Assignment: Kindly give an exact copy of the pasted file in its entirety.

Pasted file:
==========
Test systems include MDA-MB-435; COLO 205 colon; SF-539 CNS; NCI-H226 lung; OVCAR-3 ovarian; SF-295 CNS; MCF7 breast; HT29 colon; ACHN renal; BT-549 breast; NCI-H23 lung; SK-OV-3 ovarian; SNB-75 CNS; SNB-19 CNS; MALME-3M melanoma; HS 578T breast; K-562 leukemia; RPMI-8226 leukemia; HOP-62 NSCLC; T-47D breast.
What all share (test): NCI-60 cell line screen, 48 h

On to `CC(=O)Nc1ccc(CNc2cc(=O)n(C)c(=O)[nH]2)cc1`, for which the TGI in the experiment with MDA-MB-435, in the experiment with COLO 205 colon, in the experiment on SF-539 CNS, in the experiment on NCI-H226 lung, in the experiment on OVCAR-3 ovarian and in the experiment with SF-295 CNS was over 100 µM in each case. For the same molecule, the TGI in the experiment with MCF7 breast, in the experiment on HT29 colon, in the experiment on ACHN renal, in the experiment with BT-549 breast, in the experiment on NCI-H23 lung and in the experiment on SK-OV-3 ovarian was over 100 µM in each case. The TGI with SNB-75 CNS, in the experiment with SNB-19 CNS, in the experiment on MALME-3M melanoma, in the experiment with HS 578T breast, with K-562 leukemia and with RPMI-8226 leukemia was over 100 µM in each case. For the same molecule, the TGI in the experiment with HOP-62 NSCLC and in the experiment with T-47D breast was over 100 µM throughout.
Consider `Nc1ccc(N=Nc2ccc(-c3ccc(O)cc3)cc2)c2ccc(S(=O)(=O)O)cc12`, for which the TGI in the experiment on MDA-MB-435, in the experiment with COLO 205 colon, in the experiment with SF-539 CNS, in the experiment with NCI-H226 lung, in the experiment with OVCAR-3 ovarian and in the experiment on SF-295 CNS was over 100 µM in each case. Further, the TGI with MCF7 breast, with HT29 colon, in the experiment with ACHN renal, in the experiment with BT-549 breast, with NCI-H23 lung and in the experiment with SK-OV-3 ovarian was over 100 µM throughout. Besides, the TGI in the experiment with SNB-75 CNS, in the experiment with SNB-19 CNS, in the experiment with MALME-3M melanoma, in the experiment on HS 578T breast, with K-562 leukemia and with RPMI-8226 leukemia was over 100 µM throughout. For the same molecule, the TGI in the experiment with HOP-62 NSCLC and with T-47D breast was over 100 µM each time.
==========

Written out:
Test systems include MDA-MB-435; COLO 205 colon; SF-539 CNS; NCI-H226 lung; OVCAR-3 ovarian; SF-295 CNS; MCF7 breast; HT29 colon; ACHN renal; BT-549 breast; NCI-H23 lung; SK-OV-3 ovarian; SNB-75 CNS; SNB-19 CNS; MALME-3M melanoma; HS 578T breast; K-562 leukemia; RPMI-8226 leukemia; HOP-62 NSCLC; T-47D breast.
What all share (test): NCI-60 cell line screen, 48 h

On to `CC(=O)Nc1ccc(CNc2cc(=O)n(C)c(=O)[nH]2)cc1`, for which the TGI in the experiment with MDA-MB-435, in the experiment with COLO 205 colon, in the experiment on SF-539 CNS, in the experiment on NCI-H226 lung, in the experiment on OVCAR-3 ovarian and in the experiment with SF-295 CNS was over 100 µM in each case. For the same molecule, the TGI in the experiment with MCF7 breast, in the experiment on HT29 colon, in the experiment on ACHN renal, in the experiment with BT-549 breast, in the experiment on NCI-H23 lung and in the experiment on SK-OV-3 ovarian was over 100 µM in each case. The TGI with SNB-75 CNS, in the experiment with SNB-19 CNS, in the experiment on MALME-3M melanoma, in the experiment with HS 578T breast, with K-562 leukemia and with RPMI-8226 leukemia was over 100 µM in each case. For the same molecule, the TGI in the experiment with HOP-62 NSCLC and in the experiment with T-47D breast was over 100 µM throughout.
Consider `Nc1ccc(N=Nc2ccc(-c3ccc(O)cc3)cc2)c2ccc(S(=O)(=O)O)cc12`, for which the TGI in the experiment on MDA-MB-435, in the experiment with COLO 205 colon, in the experiment with SF-539 CNS, in the experiment with NCI-H226 lung, in the experiment with OVCAR-3 ovarian and in the experiment on SF-295 CNS was over 100 µM in each case. Further, the TGI with MCF7 breast, with HT29 colon, in the experiment with ACHN renal, in the experiment with BT-549 breast, with NCI-H23 lung and in the experiment with SK-OV-3 ovarian was over 100 µM throughout. Besides, the TGI in the experiment with SNB-75 CNS, in the experiment with SNB-19 CNS, in the experiment with MALME-3M melanoma, in the experiment on HS 578T breast, with K-562 leukemia and with RPMI-8226 leukemia was over 100 µM throughout. For the same molecule, the TGI in the experiment with HOP-62 NSCLC and with T-47D breast was over 100 µM each time.